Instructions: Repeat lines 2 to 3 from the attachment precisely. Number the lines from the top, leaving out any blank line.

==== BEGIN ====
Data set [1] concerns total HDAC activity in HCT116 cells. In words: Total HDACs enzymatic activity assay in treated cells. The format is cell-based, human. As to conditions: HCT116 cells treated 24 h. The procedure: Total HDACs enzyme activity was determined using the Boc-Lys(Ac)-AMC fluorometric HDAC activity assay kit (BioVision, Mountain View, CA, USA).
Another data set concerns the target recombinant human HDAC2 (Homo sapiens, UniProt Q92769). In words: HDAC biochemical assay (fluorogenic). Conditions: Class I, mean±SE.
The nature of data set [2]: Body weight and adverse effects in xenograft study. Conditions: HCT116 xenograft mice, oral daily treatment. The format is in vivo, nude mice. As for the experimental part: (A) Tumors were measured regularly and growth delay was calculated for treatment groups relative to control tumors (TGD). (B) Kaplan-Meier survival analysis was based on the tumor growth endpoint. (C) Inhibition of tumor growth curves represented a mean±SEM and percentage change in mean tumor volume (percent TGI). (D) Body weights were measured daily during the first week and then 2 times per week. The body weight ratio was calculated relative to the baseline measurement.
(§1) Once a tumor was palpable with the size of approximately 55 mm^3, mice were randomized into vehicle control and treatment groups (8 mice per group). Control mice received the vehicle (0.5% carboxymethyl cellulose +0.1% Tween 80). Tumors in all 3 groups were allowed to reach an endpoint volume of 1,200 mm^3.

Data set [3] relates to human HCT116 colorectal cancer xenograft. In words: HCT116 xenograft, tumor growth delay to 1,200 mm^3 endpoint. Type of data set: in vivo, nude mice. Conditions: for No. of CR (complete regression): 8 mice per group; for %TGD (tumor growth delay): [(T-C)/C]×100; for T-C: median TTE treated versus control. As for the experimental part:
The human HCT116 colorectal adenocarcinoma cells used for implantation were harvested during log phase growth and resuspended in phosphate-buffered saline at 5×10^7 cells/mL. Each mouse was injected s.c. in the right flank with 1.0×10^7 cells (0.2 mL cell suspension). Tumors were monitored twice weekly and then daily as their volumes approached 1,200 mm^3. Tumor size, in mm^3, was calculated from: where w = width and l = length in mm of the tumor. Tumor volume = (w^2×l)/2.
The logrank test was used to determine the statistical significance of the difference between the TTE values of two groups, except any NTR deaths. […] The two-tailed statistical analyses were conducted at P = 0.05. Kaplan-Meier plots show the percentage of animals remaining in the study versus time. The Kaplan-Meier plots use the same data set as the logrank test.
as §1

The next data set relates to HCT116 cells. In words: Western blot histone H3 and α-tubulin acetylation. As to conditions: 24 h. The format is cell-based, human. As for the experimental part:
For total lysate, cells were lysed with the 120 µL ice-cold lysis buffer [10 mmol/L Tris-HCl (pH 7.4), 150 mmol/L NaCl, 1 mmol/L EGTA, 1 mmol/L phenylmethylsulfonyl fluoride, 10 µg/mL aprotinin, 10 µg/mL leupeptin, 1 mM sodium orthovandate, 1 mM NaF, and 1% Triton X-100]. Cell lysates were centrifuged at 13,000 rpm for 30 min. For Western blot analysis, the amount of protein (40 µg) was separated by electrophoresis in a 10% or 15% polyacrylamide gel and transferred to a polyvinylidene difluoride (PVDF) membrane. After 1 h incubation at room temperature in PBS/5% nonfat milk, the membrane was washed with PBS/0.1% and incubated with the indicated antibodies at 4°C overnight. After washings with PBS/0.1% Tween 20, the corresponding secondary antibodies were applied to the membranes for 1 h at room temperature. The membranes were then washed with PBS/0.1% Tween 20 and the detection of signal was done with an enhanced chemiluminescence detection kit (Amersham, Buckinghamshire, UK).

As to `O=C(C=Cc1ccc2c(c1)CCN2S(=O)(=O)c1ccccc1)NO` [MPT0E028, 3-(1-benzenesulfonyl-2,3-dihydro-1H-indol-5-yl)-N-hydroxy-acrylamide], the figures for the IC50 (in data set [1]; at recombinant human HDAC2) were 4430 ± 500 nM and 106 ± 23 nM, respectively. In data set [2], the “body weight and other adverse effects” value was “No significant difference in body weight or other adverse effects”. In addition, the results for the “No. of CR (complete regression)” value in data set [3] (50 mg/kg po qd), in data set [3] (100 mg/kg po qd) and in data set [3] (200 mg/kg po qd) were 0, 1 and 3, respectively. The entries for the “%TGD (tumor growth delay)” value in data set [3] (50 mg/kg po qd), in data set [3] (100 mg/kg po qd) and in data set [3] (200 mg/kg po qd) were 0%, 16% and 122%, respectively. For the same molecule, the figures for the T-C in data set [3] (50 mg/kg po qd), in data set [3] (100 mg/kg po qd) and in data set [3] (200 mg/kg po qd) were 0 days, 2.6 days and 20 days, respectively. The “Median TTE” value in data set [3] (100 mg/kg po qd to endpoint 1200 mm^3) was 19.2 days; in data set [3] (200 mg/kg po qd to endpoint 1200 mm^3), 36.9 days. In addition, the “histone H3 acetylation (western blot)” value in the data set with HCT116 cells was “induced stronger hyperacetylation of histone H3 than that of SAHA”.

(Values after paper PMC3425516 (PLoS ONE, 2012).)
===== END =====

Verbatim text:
Another data set concerns the target recombinant human HDAC2 (Homo sapiens, UniProt Q92769). In words: HDAC biochemical assay (fluorogenic). Conditions: Class I, mean±SE.
The nature of data set [2]: Body weight and adverse effects in xenograft study. Conditions: HCT116 xenograft mice, oral daily treatment. The format is in vivo, nude mice. As for the experimental part: (A) Tumors were measured regularly and growth delay was calculated for treatment groups relative to control tumors (TGD). (B) Kaplan-Meier survival analysis was based on the tumor growth endpoint. (C) Inhibition of tumor growth curves represented a mean±SEM and percentage change in mean tumor volume (percent TGI). (D) Body weights were measured daily during the first week and then 2 times per week. The body weight ratio was calculated relative to the baseline measurement.